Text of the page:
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Deputy wrestled with driver during Hazel Dell traffic stop prior to shooting him, investigators say

Investigators were told there was a struggle between a deputy and the driver, Jenoah Donald, that ended after the deputy fired two shots, hitting Donald once.
Credit: Bryant Clerkley, KGW
A suspect was critically injured and Clark County Sheriff's Office deputies were placed on leave after a shooting in Hazel Dell, Wash. on Thursday, Feb. 4, 2021.

HAZEL DELL, Wash. — Investigators on Wednesday released more details about what led up to a Clark County Sheriff’s deputy shooting a 30-year-old Black man during a traffic stop in Hazel Dell last week. The three deputies involved in the traffic stop, including the deputy who shot the man, have been put on critical incident leave, per standard protocol. The man who was shot, identified as Jenoah Donald, remains hospitalized. He was reported to be in critical condition following the shooting.

Detectives from the Southwest Washington Independent Investigative Response Team (SWIIR), led by Vancouver police, are investigating the shooting. They spoke with the three deputies put on leave, Sean Boyle, Greg Agar and Holly Troupe, and released the following information. Shortly after 7:30 p.m. on Thursday, Feb. 4, deputies from the Clark County Sheriff’s Office responded to the 6500 block of Northwest Jordan Way on a report of suspicious activity. Since June 2020, there had been more than 40 calls for services to an address in the area, according to SWIIR.

As he was responding, Deputy Boyle noticed a bronze-colored Mercedes Benz leaving the area with a defective taillight. Boyle pulled the driver over just north of the intersection of Northeast 2nd Avenue and 68th Street. Boyle spoke with the driver, Jenoah Donald. Donald gave Boyle a Washington state ID card but couldn’t provide insurance or registration information, SWIIR said.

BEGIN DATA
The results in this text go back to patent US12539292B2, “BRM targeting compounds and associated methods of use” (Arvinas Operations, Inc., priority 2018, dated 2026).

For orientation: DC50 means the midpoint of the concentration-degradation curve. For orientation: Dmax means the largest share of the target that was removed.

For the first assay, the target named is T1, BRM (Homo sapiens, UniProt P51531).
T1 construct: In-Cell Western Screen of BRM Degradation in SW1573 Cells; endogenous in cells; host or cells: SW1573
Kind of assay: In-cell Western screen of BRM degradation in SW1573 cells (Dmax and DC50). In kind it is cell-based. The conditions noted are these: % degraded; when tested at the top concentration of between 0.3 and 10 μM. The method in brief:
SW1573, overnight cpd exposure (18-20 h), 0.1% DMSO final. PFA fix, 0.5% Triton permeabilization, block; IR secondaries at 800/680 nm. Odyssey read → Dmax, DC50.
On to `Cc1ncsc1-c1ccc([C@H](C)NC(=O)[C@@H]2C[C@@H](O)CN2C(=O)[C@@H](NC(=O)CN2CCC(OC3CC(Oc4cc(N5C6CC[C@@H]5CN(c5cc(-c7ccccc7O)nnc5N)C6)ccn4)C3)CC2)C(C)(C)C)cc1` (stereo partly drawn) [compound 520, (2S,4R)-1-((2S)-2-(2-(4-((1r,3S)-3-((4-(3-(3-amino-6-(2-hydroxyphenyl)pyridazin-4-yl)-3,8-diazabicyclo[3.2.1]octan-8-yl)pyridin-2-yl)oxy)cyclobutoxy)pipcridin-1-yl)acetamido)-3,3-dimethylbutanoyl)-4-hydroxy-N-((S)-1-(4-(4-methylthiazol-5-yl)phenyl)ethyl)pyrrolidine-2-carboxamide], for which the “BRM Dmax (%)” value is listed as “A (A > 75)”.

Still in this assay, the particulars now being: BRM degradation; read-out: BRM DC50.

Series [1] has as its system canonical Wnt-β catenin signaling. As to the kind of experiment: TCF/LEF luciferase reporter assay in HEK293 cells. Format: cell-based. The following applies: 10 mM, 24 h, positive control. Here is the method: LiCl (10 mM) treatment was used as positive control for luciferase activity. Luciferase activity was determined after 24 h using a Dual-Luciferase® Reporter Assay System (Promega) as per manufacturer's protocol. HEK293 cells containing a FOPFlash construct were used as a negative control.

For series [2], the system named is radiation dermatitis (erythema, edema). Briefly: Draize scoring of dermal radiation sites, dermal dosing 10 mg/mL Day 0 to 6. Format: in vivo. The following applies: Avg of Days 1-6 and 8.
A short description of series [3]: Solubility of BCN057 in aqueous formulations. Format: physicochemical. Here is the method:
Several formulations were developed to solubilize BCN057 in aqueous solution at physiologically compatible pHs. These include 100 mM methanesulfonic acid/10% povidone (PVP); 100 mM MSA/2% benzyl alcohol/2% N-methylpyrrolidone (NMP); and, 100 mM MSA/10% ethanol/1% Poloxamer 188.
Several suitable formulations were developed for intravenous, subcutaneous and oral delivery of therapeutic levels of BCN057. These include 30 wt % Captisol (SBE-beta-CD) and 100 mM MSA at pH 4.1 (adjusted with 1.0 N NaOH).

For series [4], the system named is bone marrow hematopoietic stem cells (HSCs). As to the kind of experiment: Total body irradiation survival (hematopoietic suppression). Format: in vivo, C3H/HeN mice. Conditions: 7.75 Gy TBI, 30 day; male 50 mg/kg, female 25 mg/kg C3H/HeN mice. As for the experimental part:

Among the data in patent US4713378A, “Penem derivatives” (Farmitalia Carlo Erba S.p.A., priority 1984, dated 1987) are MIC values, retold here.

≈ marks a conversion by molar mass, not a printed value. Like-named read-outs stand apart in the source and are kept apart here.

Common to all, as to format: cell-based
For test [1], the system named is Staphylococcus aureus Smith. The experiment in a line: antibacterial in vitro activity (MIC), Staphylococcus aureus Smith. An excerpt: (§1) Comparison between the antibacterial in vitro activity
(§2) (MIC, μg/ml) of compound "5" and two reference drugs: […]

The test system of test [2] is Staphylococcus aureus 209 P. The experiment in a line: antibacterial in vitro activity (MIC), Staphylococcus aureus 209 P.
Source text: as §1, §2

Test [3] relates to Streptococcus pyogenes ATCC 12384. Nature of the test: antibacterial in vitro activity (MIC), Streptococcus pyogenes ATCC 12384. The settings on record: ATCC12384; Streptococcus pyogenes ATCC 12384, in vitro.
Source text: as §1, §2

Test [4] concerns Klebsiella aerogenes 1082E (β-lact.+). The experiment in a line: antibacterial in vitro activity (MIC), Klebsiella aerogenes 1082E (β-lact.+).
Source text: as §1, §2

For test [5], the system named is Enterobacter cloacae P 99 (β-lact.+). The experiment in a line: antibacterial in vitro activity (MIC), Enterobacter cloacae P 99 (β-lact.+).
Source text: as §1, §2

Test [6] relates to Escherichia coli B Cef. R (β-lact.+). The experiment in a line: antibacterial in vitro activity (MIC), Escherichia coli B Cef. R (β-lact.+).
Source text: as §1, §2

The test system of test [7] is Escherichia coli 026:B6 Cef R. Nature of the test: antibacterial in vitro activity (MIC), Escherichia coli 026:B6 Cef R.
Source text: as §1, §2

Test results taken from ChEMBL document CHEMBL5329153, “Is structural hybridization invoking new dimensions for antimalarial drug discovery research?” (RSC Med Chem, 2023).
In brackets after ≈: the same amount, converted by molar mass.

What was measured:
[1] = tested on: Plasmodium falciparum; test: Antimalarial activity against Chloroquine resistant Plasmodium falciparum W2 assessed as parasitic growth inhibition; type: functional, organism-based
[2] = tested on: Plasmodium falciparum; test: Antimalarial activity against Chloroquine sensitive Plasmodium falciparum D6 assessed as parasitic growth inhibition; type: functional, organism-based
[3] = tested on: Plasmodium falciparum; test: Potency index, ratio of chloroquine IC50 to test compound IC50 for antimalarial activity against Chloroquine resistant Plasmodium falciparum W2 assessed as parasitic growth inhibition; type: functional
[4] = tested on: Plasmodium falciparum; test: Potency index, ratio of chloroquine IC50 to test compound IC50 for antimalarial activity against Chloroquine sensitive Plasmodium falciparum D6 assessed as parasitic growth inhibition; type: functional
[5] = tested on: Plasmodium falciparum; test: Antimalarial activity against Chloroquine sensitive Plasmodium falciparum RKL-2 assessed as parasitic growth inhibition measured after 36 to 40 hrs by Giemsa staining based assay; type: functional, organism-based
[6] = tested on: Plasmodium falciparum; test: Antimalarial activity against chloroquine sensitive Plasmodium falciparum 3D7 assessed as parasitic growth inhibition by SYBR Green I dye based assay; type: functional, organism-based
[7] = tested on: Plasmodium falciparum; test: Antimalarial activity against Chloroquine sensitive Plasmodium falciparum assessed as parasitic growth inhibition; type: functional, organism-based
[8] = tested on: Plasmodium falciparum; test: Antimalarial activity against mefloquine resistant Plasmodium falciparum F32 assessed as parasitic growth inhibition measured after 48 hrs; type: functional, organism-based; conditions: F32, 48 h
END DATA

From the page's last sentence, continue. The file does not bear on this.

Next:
Deputy Troupe arrived and walked up to the passenger side of the car as Boyle returned to his patrol vehicle. Troupe told investigators she was concerned about a “ball-handled” object with a 3- to 4-inch sharpened “stake” on the end that was near the center console. Troupe told Donald to keep his hands visible, but he did not comply, according to SWIIR.

Boyle approached the Mercedes Benz again. At this point Deputy Agar had also arrived. Boyle opened the front door of the car. He told Donald to get out of the car several times, but he did not, investigators said. Boyle and Troupe then tried to escort Donald out of the car, but he resisted and a struggle began, according to SWIIR. Boyle punched Donald in the nose during the struggle and Boyle told investigators he felt Donald pull on his outer ballistic vest and pull him into the car. Boyle told Donald to let him go but he refused, according to investigators.

The car had been turned off earlier but Donald turned it back on during the struggle, SWIIR said. Boyle told investigators he felt the car begin to move forward and feared he was going to be killed. Agar and Troupe said they feared Boyle could be seriously injured or killed, according to investigators. Boyle drew his gun and told investigators he warned Donald to stop or he would shoot. Donald didn’t let go of Boyle, who fired two shots, one hitting Donald, SWIIR said. Boyle was then able to get out of the car, which rolled away until it hit a fence in a neighboring yard.

Deputies then removed Donald from the car. He was transported to a hospital. He remains hospitalized.

The investigation is ongoing. A judge signed a search warrant for the Mercedes Benz and investigators will search and process evidence from the car over the next few days.

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